Physicians and other health care professionals require licenses from the Professional Licensing Administration in the Department of Health.[5]

Example: Pennsylvania[edit]

Pennsylvania allows online registration of small business start-ups, but does not provide licensing guidance.

The Pennsylvania Open for Business Online Business Registration Interview (OBRI) is a step-by-step wizard that guides users through the process of registering an enterprise with the Departments of Labor & Industry, Revenue, and State.
The OBRI is a business registration tool and is not intended to be a replacement for professional consultation with qualified practitioners. The laws and regulations governing business start-up, practice, and expansion are varied and compliance with such standards depends upon the particular circumstances of a business. If legal advice or other expert assistance is required, the services of a competent professional should be sought.[6]

Certain actions are required by all businesses in Pennsylvania in order for them to continue in business in Pennsylvania.[7] This includes New Hire Reporting (including reporting oneself as a new hire when starting a business).

See also[edit]


  1. ^ O'Sullivan, Arthur; Sheffrin, Steven M. (2003). Economics: Principles in Action. Upper Saddle River, New Jersey: Pearson Prentice Hall. p. 186. ISBN 0-13-063085-3.
  2. ^ SBA: Where to Obtain Business Licenses Accessed 1 April 2007.
  3. ^ Washington, D.C. Department of Consumer and Regulatory Affairs - Licenses and Permits Archived April 4, 2007, at the Wayback Machine. Accessed 1 April 2007.
  4. ^ Washington, D.C. Department of Consumer and Regulatory Affairs - Basic Business License Information Archived April 1, 2007, at the Wayback Machine.
  5. ^ |30661|,.asp Washington, D.C. Health Professional Licensing Administration: Professional Licensing Boards[permanent dead link]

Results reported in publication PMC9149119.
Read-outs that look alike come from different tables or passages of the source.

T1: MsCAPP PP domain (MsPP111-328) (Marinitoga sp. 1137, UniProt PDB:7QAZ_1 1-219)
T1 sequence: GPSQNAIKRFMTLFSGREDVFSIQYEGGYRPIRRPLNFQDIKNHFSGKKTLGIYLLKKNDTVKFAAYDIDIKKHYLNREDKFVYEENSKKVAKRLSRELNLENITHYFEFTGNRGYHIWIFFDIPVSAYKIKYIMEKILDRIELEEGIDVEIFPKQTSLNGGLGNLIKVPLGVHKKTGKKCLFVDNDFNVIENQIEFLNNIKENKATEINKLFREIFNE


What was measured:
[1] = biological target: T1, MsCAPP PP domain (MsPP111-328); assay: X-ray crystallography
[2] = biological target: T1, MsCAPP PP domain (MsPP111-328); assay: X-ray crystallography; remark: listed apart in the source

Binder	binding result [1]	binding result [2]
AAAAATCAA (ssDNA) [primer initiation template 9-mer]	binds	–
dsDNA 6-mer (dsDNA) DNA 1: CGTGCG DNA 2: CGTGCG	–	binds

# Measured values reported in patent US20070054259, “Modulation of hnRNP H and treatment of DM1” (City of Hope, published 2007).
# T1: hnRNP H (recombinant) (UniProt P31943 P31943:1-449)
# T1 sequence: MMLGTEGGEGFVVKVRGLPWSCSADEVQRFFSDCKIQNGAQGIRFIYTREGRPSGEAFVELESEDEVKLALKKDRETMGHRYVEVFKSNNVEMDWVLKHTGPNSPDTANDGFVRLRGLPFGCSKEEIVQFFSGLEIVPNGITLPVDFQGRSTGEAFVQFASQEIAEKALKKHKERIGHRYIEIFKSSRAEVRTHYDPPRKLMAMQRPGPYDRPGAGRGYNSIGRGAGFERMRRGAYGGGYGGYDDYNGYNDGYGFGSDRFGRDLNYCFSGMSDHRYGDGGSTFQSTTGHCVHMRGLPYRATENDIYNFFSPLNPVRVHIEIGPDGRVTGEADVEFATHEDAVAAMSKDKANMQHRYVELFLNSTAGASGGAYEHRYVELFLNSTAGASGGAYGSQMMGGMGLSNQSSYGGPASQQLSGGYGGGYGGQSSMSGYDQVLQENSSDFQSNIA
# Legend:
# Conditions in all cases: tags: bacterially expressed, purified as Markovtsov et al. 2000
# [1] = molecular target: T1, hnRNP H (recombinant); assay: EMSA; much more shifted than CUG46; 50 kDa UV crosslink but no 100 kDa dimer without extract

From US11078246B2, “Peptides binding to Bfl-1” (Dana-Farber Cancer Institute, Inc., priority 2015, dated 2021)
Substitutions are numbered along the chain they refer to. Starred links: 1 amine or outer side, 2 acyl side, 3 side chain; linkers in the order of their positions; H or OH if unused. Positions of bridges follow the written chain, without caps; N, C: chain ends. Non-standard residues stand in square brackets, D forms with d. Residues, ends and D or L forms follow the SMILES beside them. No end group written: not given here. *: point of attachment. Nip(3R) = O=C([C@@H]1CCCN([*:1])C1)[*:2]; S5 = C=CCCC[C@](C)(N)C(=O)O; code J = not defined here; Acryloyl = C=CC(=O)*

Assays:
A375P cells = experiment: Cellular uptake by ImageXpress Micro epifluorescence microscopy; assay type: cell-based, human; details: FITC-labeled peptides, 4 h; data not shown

6. ^ Pennsylvania Online Business Registration Interview Accessed 1 April 2007.
  7. ^ Pennsylvania - Forms for all Businesses Archived May 13, 2007, at the Wayback Machine. Accessed 1 April 2007.

External links[edit]


None of the audio/visual content is hosted on this site. All media is embedded from other sites such as GoogleVideo, Wikipedia, YouTube etc. Therefore, this site has no control over the copyright issues of the streaming media.

All issues concerning copyright violations should be aimed at the sites hosting the material. This site does not host any of the streaming media and the owner has not uploaded any of the material to the video hosting servers. Anyone can find the same content on Google Video or YouTube by themselves.

The owner of this site cannot know which documentaries are in public domain, which has been uploaded to e.g. YouTube by the owner and which has been uploaded without permission. The copyright owner must contact the source if he wants his material off the Internet completely.

Powered by YouTube
Wikipedia content is licensed under the GFDL and (CC) license